Stamford Advocate

Weeks after beluga death, Mystic says another is very ill

- By Raga Justin

Weeks after the death of one beluga whale at Mystic Aquarium, officials said another that was recently transferre­d from a facility in Canada is in deteriorat­ing health.

The female whale has been ailing for a few weeks, the aquarium said in a Facebook post. Earlier this month, the aquarium reported another whale, 6-year-old Havok, had died after suffering from gastrointe­stinal issues during the move from the whales’ original Canadian facility.

The move and resulting sickness of the animals has caused controvers­y among animal rights activists, who say the whales should not have been transporte­d from the Ontario-based Marineland in the first place. Environmen­talists said that the move and separation from other whales can cause stress and anxiety.

But the aquarium said its facility remains the best place to house the whales, since they were born into captivity and would not survive in the wild.

“Mystic Aquarium is the best possible location for these animals: a worldclass facility with decades of marine mammal experience and a top-level understand­ing of beluga health and husbandry where they have the opportunit­y to contribute to research that can save endangered population­s,” the aquarium said Tuesday. “The veterinari­ans at our facility are dedicating the entirety of their time and energy to return this beluga to full health.”

Medical testing had revealed that the female whale, who has not yet been named, had several health complicati­ons, including a low white blood cell count and gastrointe­stinal issues. The aquarium said beluga experts from across the country will be converging on the facility to examine the whale.

The condition of the whale that died earlier this month had sounded alarms for environmen­talists and state legislator­s, including state Rep. David Michel, D-Stamford.

“I surely hope that the beluga that died and the beluga that is currently sick is not related to them having traveled,” Michel said. “The fact that they are displayed for entertainm­ent is counterpro­ductive. To me, it doesn't have the educationa­l value of simply going on a boat ride and doing some nature watching.”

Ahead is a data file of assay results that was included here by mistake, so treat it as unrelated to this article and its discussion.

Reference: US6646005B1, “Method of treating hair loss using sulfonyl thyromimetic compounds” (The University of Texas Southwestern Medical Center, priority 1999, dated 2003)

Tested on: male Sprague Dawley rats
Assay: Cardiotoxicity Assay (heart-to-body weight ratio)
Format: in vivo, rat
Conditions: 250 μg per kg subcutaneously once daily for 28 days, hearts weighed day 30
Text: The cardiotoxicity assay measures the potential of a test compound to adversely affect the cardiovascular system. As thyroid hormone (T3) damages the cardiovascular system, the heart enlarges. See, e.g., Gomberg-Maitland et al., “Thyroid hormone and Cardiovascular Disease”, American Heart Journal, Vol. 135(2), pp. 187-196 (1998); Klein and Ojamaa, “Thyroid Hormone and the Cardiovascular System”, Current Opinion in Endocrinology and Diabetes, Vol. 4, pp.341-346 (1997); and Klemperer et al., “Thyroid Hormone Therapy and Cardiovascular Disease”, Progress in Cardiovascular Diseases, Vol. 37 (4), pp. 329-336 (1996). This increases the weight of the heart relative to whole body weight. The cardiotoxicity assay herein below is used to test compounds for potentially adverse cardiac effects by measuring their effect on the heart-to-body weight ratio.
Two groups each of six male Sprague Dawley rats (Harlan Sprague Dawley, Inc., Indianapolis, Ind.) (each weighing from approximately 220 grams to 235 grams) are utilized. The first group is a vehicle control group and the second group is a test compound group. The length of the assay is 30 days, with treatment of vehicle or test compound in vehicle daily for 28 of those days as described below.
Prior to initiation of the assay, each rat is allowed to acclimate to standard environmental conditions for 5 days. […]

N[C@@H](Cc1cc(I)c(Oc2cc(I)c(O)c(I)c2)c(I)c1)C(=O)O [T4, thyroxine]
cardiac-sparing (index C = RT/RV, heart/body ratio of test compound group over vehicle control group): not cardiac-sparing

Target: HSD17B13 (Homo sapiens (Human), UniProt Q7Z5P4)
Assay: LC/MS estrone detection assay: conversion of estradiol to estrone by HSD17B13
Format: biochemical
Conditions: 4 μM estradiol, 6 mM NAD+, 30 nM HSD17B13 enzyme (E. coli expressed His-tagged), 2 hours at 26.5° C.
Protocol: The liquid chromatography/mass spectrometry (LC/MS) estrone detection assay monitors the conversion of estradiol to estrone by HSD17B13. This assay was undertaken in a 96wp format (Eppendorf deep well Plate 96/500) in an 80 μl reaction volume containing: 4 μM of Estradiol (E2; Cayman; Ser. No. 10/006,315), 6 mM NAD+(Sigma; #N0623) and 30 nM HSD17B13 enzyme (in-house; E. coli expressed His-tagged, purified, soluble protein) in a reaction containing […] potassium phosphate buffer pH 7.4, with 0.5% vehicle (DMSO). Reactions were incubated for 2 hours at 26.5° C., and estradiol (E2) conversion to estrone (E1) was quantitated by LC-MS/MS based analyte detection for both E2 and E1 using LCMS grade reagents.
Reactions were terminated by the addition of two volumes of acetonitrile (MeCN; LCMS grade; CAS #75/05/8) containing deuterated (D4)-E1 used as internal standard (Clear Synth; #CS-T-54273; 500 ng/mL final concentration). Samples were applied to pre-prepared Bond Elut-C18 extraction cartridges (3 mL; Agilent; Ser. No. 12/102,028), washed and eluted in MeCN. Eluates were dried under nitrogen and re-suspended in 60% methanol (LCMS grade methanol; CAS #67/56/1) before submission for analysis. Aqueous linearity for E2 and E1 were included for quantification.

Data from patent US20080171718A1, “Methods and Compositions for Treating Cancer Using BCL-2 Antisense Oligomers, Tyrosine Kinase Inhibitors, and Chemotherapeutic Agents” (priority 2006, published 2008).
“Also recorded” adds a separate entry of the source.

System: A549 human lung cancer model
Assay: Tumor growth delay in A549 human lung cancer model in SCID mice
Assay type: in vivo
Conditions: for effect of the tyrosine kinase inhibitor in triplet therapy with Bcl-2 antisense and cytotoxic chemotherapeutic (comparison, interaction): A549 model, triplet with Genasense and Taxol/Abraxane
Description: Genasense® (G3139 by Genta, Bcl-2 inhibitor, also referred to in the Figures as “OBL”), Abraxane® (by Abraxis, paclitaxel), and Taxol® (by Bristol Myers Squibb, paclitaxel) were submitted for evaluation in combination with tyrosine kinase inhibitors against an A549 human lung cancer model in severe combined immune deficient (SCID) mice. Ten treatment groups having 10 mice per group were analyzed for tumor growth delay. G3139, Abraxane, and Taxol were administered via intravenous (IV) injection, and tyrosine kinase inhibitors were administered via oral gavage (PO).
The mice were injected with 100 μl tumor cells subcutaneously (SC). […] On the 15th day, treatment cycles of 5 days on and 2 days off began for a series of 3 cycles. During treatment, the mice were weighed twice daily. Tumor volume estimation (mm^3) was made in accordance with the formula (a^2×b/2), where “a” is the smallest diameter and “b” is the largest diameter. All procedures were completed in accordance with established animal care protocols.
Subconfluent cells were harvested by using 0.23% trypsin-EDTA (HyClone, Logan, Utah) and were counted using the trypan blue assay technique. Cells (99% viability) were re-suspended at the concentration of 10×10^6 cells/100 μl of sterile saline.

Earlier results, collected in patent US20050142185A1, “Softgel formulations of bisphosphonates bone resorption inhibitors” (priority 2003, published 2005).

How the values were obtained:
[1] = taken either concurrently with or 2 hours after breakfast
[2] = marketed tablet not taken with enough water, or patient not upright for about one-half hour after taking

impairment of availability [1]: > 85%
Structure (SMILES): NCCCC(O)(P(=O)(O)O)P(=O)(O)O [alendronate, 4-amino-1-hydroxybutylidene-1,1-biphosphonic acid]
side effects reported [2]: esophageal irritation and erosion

Their move had also been embroiled in a legal challenge after the Darienbase­d animal rights group Friends of Animals filed a lawsuit last year against the federal agencies that allowed the transfer. It took the aquarium months to clear those legal hurdles and gain the requisite approval from both the U.S. and Canadian government.

Naomi Rose, a marine mammal scientist with the Animal Welfare Institute, has been critical of the move and resulting fallout.

“I’m a little bit less shocked this morning than I was when Havok died,” Rose said. “But now there are so many questions.”

Top of mind for Rose is the timing of the whale’s illness and whether or not aquarium officials had known about her condition before her transport from Marineland.

But in any case, Rose said field biologists generally disapprove of moving whales for non-emergency purposes, even when they’re healthy. The complicate­d transfer from one facility to another — involving slings, trucks and planes — can be stressful enough to imperil the average beluga.

In order to gain clearance, Mystic Aquarium officials had to go through an import process that involved top government agencies like the National Marine Fisheries Service, which approved the research permit for the transfer. The aquarium has argued that it was providing a better environmen­t for the animals than Marineland.

“Mystic has tried to portray this as a rescue but it's not such a great rescue if they die,” Rose said.

The aquarium hosted an online auction last week, raising more than $3.4 million in funds to cover the cost of the whales’ care as well as conservati­on research, it said. One of the items it sold was naming rights for one of the belugas.

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